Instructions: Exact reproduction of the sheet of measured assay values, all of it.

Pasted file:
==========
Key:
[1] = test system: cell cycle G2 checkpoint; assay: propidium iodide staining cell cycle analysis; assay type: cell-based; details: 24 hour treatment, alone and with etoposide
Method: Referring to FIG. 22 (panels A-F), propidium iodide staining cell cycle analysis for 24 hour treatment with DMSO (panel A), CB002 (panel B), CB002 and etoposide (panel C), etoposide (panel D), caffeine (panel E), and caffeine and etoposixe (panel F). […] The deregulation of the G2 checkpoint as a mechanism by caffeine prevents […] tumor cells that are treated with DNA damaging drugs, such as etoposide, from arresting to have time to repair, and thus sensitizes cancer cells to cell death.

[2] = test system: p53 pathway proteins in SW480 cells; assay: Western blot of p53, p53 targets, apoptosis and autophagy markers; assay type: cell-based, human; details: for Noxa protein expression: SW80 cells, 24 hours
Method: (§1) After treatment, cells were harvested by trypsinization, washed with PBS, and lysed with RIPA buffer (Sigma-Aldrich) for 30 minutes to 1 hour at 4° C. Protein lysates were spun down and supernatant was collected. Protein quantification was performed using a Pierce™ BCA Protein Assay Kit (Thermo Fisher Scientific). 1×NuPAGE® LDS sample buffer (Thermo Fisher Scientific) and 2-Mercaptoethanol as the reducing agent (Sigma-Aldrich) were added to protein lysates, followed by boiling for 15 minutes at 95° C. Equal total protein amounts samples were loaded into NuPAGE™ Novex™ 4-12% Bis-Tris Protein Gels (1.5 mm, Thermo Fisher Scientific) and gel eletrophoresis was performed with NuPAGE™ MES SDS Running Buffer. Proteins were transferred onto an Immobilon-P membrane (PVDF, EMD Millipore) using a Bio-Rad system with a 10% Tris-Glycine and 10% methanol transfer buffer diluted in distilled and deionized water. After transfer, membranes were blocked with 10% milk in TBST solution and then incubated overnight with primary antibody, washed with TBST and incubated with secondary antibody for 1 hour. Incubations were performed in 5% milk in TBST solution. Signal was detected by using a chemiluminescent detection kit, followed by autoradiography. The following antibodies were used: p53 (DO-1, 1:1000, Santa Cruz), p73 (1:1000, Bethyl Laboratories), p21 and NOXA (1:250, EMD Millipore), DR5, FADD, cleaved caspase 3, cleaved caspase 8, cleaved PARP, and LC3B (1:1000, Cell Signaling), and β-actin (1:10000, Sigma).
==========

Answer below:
Key:
[1] = test system: cell cycle G2 checkpoint; assay: propidium iodide staining cell cycle analysis; assay type: cell-based; details: 24 hour treatment, alone and with etoposide
Method: Referring to FIG. 22 (panels A-F), propidium iodide staining cell cycle analysis for 24 hour treatment with DMSO (panel A), CB002 (panel B), CB002 and etoposide (panel C), etoposide (panel D), caffeine (panel E), and caffeine and etoposixe (panel F). […] The deregulation of the G2 checkpoint as a mechanism by caffeine prevents […] tumor cells that are treated with DNA damaging drugs, such as etoposide, from arresting to have time to repair, and thus sensitizes cancer cells to cell death.

[2] = test system: p53 pathway proteins in SW480 cells; assay: Western blot of p53, p53 targets, apoptosis and autophagy markers; assay type: cell-based, human; details: for Noxa protein expression: SW80 cells, 24 hours
Method: (§1) After treatment, cells were harvested by trypsinization, washed with PBS, and lysed with RIPA buffer (Sigma-Aldrich) for 30 minutes to 1 hour at 4° C. Protein lysates were spun down and supernatant was collected. Protein quantification was performed using a Pierce™ BCA Protein Assay Kit (Thermo Fisher Scientific). 1×NuPAGE® LDS sample buffer (Thermo Fisher Scientific) and 2-Mercaptoethanol as the reducing agent (Sigma-Aldrich) were added to protein lysates, followed by boiling for 15 minutes at 95° C. Equal total protein amounts samples were loaded into NuPAGE™ Novex™ 4-12% Bis-Tris Protein Gels (1.5 mm, Thermo Fisher Scientific) and gel eletrophoresis was performed with NuPAGE™ MES SDS Running Buffer. Proteins were transferred onto an Immobilon-P membrane (PVDF, EMD Millipore) using a Bio-Rad system with a 10% Tris-Glycine and 10% methanol transfer buffer diluted in distilled and deionized water. After transfer, membranes were blocked with 10% milk in TBST solution and then incubated overnight with primary antibody, washed with TBST and incubated with secondary antibody for 1 hour. Incubations were performed in 5% milk in TBST solution. Signal was detected by using a chemiluminescent detection kit, followed by autoradiography. The following antibodies were used: p53 (DO-1, 1:1000, Santa Cruz), p73 (1:1000, Bethyl Laboratories), p21 and NOXA (1:250, EMD Millipore), DR5, FADD, cleaved caspase 3, cleaved caspase 8, cleaved PARP, and LC3B (1:1000, Cell Signaling), and β-actin (1:10000, Sigma).